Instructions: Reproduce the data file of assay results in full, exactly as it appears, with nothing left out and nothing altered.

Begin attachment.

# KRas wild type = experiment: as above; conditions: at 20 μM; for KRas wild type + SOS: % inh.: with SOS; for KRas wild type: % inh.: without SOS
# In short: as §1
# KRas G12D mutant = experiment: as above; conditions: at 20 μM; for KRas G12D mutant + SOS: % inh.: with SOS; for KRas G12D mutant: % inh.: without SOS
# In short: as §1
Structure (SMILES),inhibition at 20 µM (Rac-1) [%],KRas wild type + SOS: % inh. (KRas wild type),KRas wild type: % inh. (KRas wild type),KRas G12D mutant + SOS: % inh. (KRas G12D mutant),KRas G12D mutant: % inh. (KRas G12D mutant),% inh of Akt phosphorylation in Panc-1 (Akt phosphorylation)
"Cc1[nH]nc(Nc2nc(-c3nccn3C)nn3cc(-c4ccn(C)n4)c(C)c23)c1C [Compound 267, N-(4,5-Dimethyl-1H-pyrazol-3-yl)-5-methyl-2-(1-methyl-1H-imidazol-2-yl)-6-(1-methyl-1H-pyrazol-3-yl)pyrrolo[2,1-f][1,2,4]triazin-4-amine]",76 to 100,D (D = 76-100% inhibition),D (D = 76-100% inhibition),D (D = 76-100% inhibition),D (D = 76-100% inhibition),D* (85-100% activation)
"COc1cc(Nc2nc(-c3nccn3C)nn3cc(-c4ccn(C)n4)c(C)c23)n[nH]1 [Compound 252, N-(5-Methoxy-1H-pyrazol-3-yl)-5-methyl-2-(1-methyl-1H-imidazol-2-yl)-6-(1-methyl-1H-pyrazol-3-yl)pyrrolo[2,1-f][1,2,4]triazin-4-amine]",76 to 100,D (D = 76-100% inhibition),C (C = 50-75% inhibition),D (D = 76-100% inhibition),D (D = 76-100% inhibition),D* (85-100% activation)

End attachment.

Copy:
# KRas wild type = experiment: as above; conditions: at 20 μM; for KRas wild type + SOS: % inh.: with SOS; for KRas wild type: % inh.: without SOS
# In short: as §1
# KRas G12D mutant = experiment: as above; conditions: at 20 μM; for KRas G12D mutant + SOS: % inh.: with SOS; for KRas G12D mutant: % inh.: without SOS
# In short: as §1
Structure (SMILES),inhibition at 20 µM (Rac-1) [%],KRas wild type + SOS: % inh. (KRas wild type),KRas wild type: % inh. (KRas wild type),KRas G12D mutant + SOS: % inh. (KRas G12D mutant),KRas G12D mutant: % inh. (KRas G12D mutant),% inh of Akt phosphorylation in Panc-1 (Akt phosphorylation)
"Cc1[nH]nc(Nc2nc(-c3nccn3C)nn3cc(-c4ccn(C)n4)c(C)c23)c1C [Compound 267, N-(4,5-Dimethyl-1H-pyrazol-3-yl)-5-methyl-2-(1-methyl-1H-imidazol-2-yl)-6-(1-methyl-1H-pyrazol-3-yl)pyrrolo[2,1-f][1,2,4]triazin-4-amine]",76 to 100,D (D = 76-100% inhibition),D (D = 76-100% inhibition),D (D = 76-100% inhibition),D (D = 76-100% inhibition),D* (85-100% activation)
"COc1cc(Nc2nc(-c3nccn3C)nn3cc(-c4ccn(C)n4)c(C)c23)n[nH]1 [Compound 252, N-(5-Methoxy-1H-pyrazol-3-yl)-5-methyl-2-(1-methyl-1H-imidazol-2-yl)-6-(1-methyl-1H-pyrazol-3-yl)pyrrolo[2,1-f][1,2,4]triazin-4-amine]",76 to 100,D (D = 76-100% inhibition),C (C = 50-75% inhibition),D (D = 76-100% inhibition),D (D = 76-100% inhibition),D* (85-100% activation)